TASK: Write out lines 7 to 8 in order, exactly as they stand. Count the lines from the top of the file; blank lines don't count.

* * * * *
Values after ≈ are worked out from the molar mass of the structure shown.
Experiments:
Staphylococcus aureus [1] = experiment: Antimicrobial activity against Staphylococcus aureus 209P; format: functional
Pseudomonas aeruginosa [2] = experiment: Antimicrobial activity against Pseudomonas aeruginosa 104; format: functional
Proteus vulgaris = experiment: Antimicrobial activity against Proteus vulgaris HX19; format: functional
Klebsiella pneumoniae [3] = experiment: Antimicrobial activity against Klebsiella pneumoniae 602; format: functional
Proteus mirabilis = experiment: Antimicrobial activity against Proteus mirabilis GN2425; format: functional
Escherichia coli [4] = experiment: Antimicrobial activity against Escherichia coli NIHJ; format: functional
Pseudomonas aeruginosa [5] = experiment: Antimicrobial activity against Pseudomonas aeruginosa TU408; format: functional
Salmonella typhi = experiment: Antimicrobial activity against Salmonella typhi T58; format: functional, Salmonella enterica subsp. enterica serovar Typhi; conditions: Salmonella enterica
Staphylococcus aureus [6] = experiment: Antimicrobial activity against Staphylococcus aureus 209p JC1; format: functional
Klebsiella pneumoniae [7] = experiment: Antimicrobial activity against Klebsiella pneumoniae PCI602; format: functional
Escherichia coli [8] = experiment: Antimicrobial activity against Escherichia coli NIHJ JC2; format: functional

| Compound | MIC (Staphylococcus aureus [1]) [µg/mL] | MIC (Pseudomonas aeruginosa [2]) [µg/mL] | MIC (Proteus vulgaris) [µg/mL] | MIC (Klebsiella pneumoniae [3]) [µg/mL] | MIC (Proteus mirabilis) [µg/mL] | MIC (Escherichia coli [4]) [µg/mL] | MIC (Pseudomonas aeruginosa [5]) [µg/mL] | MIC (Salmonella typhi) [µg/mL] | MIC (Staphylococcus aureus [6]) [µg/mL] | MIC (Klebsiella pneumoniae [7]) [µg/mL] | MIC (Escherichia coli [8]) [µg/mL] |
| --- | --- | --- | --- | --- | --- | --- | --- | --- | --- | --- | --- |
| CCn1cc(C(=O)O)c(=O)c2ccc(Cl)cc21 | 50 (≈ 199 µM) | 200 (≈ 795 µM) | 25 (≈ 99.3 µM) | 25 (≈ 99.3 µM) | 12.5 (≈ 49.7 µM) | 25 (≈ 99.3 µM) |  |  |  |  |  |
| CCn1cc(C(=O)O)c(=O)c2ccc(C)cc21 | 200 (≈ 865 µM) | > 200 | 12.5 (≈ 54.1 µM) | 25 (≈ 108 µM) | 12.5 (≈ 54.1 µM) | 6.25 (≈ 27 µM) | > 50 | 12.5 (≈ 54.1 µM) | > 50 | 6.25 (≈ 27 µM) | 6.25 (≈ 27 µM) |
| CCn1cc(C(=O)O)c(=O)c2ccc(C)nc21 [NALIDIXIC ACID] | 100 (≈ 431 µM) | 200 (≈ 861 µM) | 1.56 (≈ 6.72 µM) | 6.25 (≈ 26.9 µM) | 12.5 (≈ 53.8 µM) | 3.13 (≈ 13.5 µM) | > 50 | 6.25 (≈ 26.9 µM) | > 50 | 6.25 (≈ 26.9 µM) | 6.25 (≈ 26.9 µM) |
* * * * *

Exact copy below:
Proteus mirabilis = experiment: Antimicrobial activity against Proteus mirabilis GN2425; format: functional
Escherichia coli [4] = experiment: Antimicrobial activity against Escherichia coli NIHJ; format: functional